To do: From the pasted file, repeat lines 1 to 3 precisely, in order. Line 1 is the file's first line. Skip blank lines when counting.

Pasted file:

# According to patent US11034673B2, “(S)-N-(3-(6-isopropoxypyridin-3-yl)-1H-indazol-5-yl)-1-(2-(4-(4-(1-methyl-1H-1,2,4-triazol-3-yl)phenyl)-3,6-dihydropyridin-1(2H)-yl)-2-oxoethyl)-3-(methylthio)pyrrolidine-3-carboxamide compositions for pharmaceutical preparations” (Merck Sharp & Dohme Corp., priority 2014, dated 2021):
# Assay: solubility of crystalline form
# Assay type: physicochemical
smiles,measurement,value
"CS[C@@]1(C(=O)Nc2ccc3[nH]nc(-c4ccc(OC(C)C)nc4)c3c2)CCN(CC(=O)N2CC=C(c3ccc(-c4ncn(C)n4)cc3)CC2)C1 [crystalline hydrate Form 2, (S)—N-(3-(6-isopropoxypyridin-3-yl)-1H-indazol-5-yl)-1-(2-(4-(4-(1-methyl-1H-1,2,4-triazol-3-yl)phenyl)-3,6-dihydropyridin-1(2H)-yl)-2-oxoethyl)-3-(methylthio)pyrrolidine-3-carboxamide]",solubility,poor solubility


# According to patent US11034673B2, “(S)-N-(3-(6-isopropoxypyridin-3-yl)-1H-indazol-5-yl)-1-(2-(4-(4-(1-methyl-1H-1,2,4-triazol-3-yl)phenyl)-3,6-dihydropyridin-1(2H)-yl)-2-oxoethyl)-3-(methylthio)pyrrolidine-3-carboxamide compositions for pharmaceutical preparations” (Merck Sharp & Dohme Corp., priority 2014, dated 2021):
# Assay: solubility of crystalline form
# Assay type: physicochemical